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Thread: Moving plants out of terrariums

  1. #1
    O:-) trashcan's Avatar
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    Hello,

    I'm moving into dorms in about three months. Unfortunately, this means I won't have room for my 4' lowland terrarium. Most of my plants will be taken care of by a close friend, but I'd like to hang on to one or two so I'm not completely Nepenthes-less. I'm looking for advice on how to move them from the terrarium.

    The plants I'm considering moving are:
    N. truncata (6" leaves)
    N. rafflesiana (3" leaves)
    N. campanulata (3" leaves)
    N. gracilis (only one 2" leaf at the moment, but growing quickly)

    I have not had much luck growing Nepenthes outside of terrariums, even ones that many consider easy, like N. x wrigleyana. I believe this is because of the low humidity and lack of direct sunlight in my windows. Hopefully the dorms I'm moving into will get more direct sunilght, but humidity will most likely be even lower since it will be air-conditioned.

    I'm also curious as to what the proper procedure is for hardening plants off, because I didn't have much luck at that stage either. I know that I need to gradually adjust the plants, but can anyone share how they did it (like how long they left plants out before returning them, how much longer they left them out each day, etc)?

    Advice I have already (from forum member NepsAroundTheHouse):
    Consider using sphagnum moss
    Tray method for watering to help with humidity

    Absolutely _any_ advice would be deeply appreciated before I undertake this.. Your advice could save the life of my plants! [img]http://www.**********.com/iB_html312/non-cgi/emoticons/smile.gif[/img]

    Thanks,
    Pat

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    try getting a small tank, 10 gallon ones with lights and a hood (2 compact flourescents) is all together like 35 bucks or so.

  3. #3
    O:-) trashcan's Avatar
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    I have several. I'd like to move the plants out of the terrarium.

  4. #4
    NECPS President Dave S.'s Avatar
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    I have a fairly good sized N. x Mixta in a very dry house right now. I grow it in LFS and I have it in a pot that is raised inside an undrained container. I water it so that the excess water drains from the pot into the container and it pools at the bottom. When the water completely evaporates from the bottom container, I water it again. I used to mist it everyday so that it would adjust to being outside a terrarium. I then misted it less frequently and now I barely do.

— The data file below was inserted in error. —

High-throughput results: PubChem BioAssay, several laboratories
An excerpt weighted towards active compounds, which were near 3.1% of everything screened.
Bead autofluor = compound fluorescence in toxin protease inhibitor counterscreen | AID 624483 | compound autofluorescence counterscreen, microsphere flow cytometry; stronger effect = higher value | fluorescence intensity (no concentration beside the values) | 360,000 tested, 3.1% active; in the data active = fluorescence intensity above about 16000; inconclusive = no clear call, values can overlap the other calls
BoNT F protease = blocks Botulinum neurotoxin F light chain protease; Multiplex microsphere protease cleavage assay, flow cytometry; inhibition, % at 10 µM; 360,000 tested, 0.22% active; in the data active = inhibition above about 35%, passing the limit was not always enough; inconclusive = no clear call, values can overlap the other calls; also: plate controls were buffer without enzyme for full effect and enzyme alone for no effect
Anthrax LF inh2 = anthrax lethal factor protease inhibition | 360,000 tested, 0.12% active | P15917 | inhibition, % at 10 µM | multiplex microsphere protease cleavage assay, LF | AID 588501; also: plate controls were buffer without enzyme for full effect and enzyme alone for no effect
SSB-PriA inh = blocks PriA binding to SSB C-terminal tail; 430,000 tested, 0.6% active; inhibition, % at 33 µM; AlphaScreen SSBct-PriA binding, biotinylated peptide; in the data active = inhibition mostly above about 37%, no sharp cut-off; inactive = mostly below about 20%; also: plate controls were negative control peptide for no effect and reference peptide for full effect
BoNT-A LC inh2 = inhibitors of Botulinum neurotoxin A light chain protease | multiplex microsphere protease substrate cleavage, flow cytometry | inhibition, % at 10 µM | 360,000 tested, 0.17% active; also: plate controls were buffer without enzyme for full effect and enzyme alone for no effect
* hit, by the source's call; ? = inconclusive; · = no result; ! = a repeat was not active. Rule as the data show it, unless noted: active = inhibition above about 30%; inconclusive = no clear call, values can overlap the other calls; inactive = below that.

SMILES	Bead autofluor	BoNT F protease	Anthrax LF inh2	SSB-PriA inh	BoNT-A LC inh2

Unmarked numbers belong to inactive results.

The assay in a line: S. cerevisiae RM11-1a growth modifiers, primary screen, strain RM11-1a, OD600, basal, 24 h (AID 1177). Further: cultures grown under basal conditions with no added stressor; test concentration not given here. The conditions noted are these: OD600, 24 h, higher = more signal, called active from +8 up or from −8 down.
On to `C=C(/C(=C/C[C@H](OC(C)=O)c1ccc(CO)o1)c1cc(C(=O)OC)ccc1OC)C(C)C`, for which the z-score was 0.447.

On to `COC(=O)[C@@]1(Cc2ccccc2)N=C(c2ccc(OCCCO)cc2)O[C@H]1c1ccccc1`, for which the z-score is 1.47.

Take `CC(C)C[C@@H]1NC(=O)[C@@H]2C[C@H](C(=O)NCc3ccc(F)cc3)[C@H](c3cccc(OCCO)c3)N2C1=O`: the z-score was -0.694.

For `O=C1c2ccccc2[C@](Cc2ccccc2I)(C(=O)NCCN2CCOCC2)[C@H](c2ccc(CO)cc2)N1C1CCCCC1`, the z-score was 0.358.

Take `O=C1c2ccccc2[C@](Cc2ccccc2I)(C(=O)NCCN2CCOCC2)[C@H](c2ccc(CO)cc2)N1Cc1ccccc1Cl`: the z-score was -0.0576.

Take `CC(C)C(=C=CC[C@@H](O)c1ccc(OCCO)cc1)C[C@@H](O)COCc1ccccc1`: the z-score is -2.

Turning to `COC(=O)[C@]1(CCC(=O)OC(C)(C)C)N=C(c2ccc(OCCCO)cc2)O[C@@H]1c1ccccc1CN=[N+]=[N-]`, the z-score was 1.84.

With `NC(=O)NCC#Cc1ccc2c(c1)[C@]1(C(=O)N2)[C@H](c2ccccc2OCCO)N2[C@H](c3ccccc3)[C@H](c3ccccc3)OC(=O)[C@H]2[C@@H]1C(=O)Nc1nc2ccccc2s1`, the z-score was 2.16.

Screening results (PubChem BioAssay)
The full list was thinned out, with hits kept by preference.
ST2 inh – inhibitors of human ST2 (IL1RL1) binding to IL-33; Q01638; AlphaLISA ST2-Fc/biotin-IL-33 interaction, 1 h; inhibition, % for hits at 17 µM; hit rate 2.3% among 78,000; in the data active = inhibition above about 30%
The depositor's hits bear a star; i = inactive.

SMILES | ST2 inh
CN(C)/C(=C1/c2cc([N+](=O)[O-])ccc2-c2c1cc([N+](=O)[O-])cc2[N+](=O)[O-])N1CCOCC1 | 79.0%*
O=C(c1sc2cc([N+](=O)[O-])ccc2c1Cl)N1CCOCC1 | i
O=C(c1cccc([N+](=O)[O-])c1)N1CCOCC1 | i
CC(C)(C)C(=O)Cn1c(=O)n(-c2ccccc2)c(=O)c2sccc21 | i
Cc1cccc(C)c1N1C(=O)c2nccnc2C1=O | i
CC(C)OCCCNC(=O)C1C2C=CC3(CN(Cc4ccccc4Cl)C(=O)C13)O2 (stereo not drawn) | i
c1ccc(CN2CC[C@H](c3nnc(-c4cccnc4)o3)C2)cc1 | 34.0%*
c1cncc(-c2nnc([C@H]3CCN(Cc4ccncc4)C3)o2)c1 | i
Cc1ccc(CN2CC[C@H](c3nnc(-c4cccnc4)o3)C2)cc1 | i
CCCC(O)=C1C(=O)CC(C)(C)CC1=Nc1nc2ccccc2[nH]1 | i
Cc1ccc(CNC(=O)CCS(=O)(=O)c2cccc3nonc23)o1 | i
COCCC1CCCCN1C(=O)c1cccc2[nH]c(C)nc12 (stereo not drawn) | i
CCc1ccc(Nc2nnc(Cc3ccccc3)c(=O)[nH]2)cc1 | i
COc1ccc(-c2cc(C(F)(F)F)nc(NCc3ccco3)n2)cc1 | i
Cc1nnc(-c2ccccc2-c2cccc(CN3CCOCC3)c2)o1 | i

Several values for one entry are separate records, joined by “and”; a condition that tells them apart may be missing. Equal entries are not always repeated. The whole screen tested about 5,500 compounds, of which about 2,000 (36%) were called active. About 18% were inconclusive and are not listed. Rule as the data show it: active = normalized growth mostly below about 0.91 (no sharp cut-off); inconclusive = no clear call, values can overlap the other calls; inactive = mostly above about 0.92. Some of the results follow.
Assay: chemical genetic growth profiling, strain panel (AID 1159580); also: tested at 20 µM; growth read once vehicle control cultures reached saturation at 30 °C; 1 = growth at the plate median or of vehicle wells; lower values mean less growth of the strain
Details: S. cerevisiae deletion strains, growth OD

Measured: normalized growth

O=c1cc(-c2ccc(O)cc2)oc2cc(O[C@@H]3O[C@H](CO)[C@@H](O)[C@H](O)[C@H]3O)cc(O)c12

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    Capslock's Avatar
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    You should primarily worry about lighting. Nepenthes, for cps, have relatively low humidity requirements, especially planted in lfs that's kept moist.

    Hardening off will depend somewhat on the conditions they are in now versus what you can provide at the dorm. Whatever the main discrepency is, that's what you want to try to harden against, which is usually temperature. I'd just make sure I had proper lighting and hope for the best.

    Capslock
    Malo Periculosam Libertatem Quam Quietum Servitium

    My photos are copyright-free and public domain

  6. #6

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    Pat,
    I agree with capslock. Lighting is the most important issue. You can substitute humidity with a ceramic (non-glazed) saucer for watering. This will increase humidity while not subjecting your Nep to "bog like" conditions. Plastic saucers retain water much longer. Lighting is the most important. Hopefully you have a southeast, southwest, or west facing window for diffused lighting. If not, substitute with an overhead growlight. I would be prepared for some pitcher drop off and leaf shock. When I moved my lowlanders from their closet habitat to houseplants, some of them went into deep humidity shock. However, truncata and rafflesiana were not one of them. So don't be surprised if some of your plant's leaves curl up and brown up at first. It may take a few months for them to adjust or they may do just fine. I'd experiment with the cheaper guys first.
    Good luck,
    Joel

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